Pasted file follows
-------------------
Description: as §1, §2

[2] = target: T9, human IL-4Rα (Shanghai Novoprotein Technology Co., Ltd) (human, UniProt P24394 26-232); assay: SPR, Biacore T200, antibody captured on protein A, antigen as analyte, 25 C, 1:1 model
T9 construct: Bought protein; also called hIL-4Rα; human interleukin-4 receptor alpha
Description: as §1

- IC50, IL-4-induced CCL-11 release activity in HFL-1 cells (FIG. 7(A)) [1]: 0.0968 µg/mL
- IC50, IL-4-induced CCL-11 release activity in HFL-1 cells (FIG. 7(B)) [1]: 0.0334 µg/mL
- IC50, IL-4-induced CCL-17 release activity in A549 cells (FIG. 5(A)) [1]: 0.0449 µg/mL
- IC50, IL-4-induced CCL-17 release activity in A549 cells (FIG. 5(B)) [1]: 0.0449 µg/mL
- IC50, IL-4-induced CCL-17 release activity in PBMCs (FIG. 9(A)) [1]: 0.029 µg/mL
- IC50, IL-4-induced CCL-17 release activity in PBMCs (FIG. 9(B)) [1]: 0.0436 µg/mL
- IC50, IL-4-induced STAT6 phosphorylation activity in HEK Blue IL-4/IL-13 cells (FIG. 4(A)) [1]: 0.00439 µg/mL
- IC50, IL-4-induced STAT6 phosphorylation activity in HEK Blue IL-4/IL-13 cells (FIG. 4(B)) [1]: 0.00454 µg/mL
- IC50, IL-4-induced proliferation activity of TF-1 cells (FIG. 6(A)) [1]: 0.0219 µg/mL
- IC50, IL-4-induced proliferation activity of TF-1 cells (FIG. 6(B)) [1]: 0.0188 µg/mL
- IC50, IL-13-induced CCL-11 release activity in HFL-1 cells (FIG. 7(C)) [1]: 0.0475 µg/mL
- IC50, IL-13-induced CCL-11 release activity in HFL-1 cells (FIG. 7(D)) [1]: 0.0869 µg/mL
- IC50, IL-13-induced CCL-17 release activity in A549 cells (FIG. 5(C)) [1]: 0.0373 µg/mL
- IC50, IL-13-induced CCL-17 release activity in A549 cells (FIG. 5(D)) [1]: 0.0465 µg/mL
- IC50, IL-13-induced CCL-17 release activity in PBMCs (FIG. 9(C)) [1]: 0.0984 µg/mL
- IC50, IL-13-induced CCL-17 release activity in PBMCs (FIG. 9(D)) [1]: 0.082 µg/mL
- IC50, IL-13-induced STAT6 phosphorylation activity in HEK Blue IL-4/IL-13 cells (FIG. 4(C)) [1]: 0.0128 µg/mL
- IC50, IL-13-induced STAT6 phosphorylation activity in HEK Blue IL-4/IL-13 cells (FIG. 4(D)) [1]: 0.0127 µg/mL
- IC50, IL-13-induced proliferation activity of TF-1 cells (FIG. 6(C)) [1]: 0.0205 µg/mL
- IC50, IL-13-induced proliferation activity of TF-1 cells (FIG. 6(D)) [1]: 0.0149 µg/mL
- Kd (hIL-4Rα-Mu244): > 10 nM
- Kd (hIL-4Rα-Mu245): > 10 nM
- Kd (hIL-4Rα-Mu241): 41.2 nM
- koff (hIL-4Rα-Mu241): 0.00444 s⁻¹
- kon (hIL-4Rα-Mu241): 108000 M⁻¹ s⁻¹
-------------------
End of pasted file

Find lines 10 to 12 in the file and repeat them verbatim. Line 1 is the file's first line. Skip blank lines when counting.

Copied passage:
- IC50, IL-4-induced CCL-17 release activity in PBMCs (FIG. 9(B)) [1]: 0.0436 µg/mL
- IC50, IL-4-induced STAT6 phosphorylation activity in HEK Blue IL-4/IL-13 cells (FIG. 4(A)) [1]: 0.00439 µg/mL
- IC50, IL-4-induced STAT6 phosphorylation activity in HEK Blue IL-4/IL-13 cells (FIG. 4(B)) [1]: 0.00454 µg/mL